A 16-year old lion from Luxembourg
Claude Lowenstein (lying down at lower left behind the British-made Bren light machine gun, notably the other weapons are captured German models), was born on 12 February 1928 in Luxembourg, making him a preteen when the Germans thundered across the country in a single day in 1940. Soon, the Germans instituted anti-Jewish measures and young Claude was exiled to an internment camp in France with his family.
Allowed to work as a farm hand in the countryside, as noted by the USHMM:
In July 1944 a cell from the underground Franc-Tireurs et Partisans raided the farm to search for gasoline. They also asked the Jewish farm hands if they cared to join the cell. All 15 teenagers left with the partisans. England gave the partisans orders for their operations, guns and ammunition which they provided by parachute drop. In one operation the partisans climbed a mountain over-looking a road and dropped home-made grenades on an open truck filled with German soldiers thereby disrupting the convoy.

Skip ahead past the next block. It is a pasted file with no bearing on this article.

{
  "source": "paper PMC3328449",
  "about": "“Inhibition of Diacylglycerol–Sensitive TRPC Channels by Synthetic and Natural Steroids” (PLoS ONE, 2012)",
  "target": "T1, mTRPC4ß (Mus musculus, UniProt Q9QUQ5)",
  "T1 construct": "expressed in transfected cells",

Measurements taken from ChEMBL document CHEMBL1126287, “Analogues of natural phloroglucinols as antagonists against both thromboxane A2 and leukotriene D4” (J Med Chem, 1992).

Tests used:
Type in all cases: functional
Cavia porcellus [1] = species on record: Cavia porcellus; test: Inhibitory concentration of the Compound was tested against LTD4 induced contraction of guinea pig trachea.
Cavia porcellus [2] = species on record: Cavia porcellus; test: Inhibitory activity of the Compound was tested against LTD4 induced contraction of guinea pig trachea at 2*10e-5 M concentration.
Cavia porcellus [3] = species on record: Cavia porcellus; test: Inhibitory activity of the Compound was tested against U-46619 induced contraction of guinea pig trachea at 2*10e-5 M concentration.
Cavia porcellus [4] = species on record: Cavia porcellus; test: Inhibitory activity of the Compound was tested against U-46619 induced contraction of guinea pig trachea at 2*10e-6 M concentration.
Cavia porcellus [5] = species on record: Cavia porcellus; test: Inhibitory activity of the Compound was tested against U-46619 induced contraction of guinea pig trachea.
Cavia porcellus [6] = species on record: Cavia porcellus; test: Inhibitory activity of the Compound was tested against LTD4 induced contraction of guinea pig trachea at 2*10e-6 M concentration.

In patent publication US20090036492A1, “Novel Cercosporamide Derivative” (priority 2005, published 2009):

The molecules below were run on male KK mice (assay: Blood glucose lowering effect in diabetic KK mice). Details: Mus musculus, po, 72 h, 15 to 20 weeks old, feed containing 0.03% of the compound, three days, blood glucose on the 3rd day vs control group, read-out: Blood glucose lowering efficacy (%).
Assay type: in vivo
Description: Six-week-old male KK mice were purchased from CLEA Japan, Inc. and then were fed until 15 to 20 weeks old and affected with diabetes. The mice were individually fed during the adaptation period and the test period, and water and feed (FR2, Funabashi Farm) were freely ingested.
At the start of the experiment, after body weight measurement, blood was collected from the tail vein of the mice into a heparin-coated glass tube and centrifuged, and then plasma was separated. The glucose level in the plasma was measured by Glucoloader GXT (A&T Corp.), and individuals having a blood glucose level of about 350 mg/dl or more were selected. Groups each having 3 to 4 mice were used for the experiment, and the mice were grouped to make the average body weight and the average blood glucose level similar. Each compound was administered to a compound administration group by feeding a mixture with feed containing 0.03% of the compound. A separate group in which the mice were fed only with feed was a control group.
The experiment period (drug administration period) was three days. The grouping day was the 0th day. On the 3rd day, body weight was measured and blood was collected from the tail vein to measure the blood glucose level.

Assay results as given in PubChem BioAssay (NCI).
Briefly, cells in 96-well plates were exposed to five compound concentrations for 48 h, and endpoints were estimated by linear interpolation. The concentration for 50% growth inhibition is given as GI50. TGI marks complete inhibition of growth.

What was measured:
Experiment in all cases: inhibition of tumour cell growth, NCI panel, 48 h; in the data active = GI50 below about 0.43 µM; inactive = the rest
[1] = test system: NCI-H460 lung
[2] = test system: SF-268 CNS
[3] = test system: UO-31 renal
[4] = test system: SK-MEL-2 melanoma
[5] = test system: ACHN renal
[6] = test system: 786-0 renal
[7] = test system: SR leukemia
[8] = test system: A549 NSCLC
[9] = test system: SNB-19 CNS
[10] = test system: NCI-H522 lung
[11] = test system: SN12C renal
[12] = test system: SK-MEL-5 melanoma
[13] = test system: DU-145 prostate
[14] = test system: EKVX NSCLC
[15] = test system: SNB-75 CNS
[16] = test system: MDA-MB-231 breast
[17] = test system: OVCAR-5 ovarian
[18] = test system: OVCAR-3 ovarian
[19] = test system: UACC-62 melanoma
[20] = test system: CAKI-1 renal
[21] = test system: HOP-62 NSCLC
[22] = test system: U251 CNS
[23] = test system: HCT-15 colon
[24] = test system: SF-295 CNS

Just 16, Claude participated in the liberation of Lyon and other fighting as the Allies moved into the country from Normandy and the Riviera.
By the autumn of 1944, De Gaulle merged both the nationalist French Forces of the Interior (Forces françaises de l’intérieur) and the now 100,000-stong communist FTP, which Claude was a part of, into the overall French Army under Gen. Jean de Lattre de Tassigny.
As the Germans withdrew East, Claude was reunited with his family in early 1945.
Pushing a hardy 17, he joined the reformed Luxembourg army (whose coat of arms includes a lion) and assisted in the occupation of Bitburg near the Luxembourg border before the war ended.
The 2nd Battalion of the Luxembourg Army took command of the Caserne in 1945 and would remain in the area until 1952, two years longer than the armistice required.
Claude emigrated to the U.S. in 1956.